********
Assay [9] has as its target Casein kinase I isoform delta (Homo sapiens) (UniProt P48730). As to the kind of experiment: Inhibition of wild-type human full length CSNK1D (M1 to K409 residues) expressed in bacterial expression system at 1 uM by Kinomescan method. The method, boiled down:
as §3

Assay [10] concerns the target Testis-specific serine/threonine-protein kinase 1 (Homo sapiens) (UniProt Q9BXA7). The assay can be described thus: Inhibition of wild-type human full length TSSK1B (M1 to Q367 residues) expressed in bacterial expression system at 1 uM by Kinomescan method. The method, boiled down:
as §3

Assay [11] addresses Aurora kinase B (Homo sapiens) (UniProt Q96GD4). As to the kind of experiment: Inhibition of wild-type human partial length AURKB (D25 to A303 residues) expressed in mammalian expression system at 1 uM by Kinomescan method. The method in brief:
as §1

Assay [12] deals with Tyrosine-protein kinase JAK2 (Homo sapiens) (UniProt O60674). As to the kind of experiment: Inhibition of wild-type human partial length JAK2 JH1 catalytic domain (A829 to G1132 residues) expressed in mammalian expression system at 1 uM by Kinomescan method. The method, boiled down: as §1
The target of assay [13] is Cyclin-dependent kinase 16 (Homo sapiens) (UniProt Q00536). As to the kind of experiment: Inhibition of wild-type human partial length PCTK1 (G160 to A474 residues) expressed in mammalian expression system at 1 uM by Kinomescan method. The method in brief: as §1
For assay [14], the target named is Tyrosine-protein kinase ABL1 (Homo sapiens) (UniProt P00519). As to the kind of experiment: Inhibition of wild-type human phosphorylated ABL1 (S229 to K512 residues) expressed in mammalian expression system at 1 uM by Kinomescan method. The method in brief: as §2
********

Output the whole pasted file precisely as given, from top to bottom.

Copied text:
Assay [9] has as its target Casein kinase I isoform delta (Homo sapiens) (UniProt P48730). As to the kind of experiment: Inhibition of wild-type human full length CSNK1D (M1 to K409 residues) expressed in bacterial expression system at 1 uM by Kinomescan method. The method, boiled down:
as §3

Assay [10] concerns the target Testis-specific serine/threonine-protein kinase 1 (Homo sapiens) (UniProt Q9BXA7). The assay can be described thus: Inhibition of wild-type human full length TSSK1B (M1 to Q367 residues) expressed in bacterial expression system at 1 uM by Kinomescan method. The method, boiled down:
as §3

Assay [11] addresses Aurora kinase B (Homo sapiens) (UniProt Q96GD4). As to the kind of experiment: Inhibition of wild-type human partial length AURKB (D25 to A303 residues) expressed in mammalian expression system at 1 uM by Kinomescan method. The method in brief:
as §1

Assay [12] deals with Tyrosine-protein kinase JAK2 (Homo sapiens) (UniProt O60674). As to the kind of experiment: Inhibition of wild-type human partial length JAK2 JH1 catalytic domain (A829 to G1132 residues) expressed in mammalian expression system at 1 uM by Kinomescan method. The method, boiled down: as §1
The target of assay [13] is Cyclin-dependent kinase 16 (Homo sapiens) (UniProt Q00536). As to the kind of experiment: Inhibition of wild-type human partial length PCTK1 (G160 to A474 residues) expressed in mammalian expression system at 1 uM by Kinomescan method. The method in brief: as §1
For assay [14], the target named is Tyrosine-protein kinase ABL1 (Homo sapiens) (UniProt P00519). As to the kind of experiment: Inhibition of wild-type human phosphorylated ABL1 (S229 to K512 residues) expressed in mammalian expression system at 1 uM by Kinomescan method. The method in brief: as §2